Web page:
But the Japanese have been skeptical of some of Trump’s goals. For one, the Japanese are concerned that the United States will strike a nuclear deal with North Korea that leaves them at risk. Trump could push for North Korea to give up their intercontinental ballistic missiles, which can reach America while allowing Kim Jong Un to keep firing off short-range missiles with Japan right in the line of fire.

Abe is hopeful that like Trump, he too can meet with Kim Jong Un for a summit. So far, the Japanese have been left out of talks with Kim Jong Un, but they have advised Trump to convey to Kim their concerns about North Korea’s nuclear capabilities, and their desire for abductees to be returned.

The Government of Japan is arranging a meeting with President Trump, Prime Minister Abe, and family members of Japanese people abducted by North Korea in the 1970s and 1980s.

Trump has raised the issue with Kim Jong Un on behalf of the Japanese, but so far has not had any luck with securing their release.

Trade deal?

Top negotiators for the United States and Japan met ahead of President Trump’s trip to Tokyo to discuss a potential bilateral trade deal.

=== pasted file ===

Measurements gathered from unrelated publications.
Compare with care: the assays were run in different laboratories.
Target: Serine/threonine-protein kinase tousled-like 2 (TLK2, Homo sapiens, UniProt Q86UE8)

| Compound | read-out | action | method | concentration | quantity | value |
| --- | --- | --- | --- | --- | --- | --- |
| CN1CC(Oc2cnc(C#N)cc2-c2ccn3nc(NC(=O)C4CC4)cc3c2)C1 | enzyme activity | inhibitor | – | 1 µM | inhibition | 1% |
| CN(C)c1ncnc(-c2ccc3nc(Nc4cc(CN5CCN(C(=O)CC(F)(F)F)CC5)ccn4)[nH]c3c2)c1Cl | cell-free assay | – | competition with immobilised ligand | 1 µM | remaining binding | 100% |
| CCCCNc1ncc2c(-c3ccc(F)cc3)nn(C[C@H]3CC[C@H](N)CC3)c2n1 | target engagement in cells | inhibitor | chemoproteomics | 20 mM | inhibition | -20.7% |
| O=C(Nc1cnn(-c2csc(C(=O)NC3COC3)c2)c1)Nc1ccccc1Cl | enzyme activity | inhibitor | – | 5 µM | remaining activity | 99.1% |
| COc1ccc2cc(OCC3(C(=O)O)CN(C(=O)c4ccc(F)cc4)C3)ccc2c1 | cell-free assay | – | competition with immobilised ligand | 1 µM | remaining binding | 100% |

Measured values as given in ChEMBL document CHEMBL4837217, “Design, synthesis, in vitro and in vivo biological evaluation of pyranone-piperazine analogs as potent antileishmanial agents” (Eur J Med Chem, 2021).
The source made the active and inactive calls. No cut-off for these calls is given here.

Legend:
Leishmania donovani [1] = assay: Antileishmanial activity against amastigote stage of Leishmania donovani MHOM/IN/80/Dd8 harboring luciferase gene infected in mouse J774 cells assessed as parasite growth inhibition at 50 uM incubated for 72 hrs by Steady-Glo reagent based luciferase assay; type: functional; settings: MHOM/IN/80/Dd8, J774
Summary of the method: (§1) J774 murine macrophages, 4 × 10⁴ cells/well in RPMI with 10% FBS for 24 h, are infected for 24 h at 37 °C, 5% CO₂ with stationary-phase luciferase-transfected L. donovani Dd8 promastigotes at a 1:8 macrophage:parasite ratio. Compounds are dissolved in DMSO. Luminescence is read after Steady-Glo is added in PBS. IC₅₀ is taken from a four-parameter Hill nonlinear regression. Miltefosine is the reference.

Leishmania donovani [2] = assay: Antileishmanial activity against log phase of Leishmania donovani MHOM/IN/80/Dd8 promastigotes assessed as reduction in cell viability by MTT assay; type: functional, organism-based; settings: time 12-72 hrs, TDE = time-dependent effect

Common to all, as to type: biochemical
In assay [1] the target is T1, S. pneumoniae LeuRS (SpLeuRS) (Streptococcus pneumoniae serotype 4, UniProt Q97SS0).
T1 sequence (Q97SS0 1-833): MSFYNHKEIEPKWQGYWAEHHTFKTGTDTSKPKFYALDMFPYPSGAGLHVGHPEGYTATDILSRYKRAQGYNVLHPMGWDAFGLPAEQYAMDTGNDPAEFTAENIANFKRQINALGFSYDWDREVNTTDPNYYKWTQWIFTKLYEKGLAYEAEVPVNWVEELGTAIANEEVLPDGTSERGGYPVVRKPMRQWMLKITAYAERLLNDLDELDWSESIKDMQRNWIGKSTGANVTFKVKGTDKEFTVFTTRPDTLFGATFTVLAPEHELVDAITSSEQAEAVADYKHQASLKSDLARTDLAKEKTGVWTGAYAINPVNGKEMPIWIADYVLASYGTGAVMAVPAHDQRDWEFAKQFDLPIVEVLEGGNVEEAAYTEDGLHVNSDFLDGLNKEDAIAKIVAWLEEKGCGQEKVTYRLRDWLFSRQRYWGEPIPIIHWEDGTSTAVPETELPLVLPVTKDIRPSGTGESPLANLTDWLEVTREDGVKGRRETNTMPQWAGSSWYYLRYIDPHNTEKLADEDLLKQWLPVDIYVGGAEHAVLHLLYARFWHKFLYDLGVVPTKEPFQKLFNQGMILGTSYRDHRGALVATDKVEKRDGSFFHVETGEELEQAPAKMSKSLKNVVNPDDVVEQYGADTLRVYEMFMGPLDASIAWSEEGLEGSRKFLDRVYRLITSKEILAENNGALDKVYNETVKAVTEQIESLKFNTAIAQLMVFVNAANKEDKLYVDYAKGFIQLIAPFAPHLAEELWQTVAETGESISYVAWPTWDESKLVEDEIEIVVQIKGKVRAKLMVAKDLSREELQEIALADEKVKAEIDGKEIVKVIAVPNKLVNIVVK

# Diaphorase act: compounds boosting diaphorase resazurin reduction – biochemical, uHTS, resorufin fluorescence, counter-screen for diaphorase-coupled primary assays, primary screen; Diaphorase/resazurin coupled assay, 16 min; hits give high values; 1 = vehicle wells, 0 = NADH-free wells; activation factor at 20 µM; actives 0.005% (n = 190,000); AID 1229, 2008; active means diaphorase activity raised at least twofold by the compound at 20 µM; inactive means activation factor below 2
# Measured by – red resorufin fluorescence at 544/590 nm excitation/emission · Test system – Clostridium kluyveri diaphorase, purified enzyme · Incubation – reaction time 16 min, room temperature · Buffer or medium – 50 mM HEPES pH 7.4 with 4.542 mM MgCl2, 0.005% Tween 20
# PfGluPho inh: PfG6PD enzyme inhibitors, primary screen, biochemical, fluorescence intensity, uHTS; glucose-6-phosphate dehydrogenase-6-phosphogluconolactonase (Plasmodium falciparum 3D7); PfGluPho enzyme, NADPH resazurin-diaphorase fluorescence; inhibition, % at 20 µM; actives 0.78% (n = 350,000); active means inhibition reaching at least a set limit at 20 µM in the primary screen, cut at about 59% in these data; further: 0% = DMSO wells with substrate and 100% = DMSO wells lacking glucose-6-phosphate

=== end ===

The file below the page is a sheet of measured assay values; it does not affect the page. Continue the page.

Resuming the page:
A potential deal would stave off tariffs on Japanese cars and also allow the American agricultural industry more access to Japan.

The United States currently holds a $60 billion trade deficit with Japan.

Soon after taking office, President Trump pulled out of the Trans-Pacific Partnership, a trade deal negotiated under President Barack Obama with 12 other countries like Japan, Australia, and New Zealand. Japan has hoped that the United States would return to the alliance, but Trump has made it clear he has no interest.

Abe has worked hard to have a personal rapport with Trump, but so far has not shown much for his efforts.

The U.S. has slapped tariffs on Japanese steel and aluminum and has threatened to tariff popular Japanese cars like Honda and Toyota. The president decided to delay his decision on foreign car tariffs ahead of the May 18 deadline for him to make a decision while negotiations are still underway.

Trump has said he could sign a deal while he is in Japan, but experts say it’s unlikely this trip will offer anything concrete on trade. Still, in a briefing with reporters, White House officials said there could be announcements from the United States over the course of the weekend.

“With so many opportunities for engagement, there appears to be less emphasis this time on concrete deliverables or joint statements and much more emphasis on demonstrating the strength of the U.S.-Japan relationship” Nicholas Szechenyi Japan Chair at Center for Strategic and International Studies. “But there are also issues that require a lot of coordination, North Korea and trade among them. So it will be an interesting dynamic surrounding the visit.”